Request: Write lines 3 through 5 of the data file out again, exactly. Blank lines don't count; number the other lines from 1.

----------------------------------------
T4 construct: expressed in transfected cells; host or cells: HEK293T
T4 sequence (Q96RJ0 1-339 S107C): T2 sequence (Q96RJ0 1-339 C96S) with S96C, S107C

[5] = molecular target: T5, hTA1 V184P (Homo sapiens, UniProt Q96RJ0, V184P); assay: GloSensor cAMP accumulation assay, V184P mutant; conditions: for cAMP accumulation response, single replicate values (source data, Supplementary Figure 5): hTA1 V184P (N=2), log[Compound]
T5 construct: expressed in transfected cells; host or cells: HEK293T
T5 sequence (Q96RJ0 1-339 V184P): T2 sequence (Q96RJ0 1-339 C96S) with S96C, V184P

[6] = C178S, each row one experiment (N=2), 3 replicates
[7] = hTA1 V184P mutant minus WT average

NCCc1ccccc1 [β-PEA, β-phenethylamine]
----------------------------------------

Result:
[5] = molecular target: T5, hTA1 V184P (Homo sapiens, UniProt Q96RJ0, V184P); assay: GloSensor cAMP accumulation assay, V184P mutant; conditions: for cAMP accumulation response, single replicate values (source data, Supplementary Figure 5): hTA1 V184P (N=2), log[Compound]
T5 construct: expressed in transfected cells; host or cells: HEK293T
T5 sequence (Q96RJ0 1-339 V184P): T2 sequence (Q96RJ0 1-339 C96S) with S96C, V184P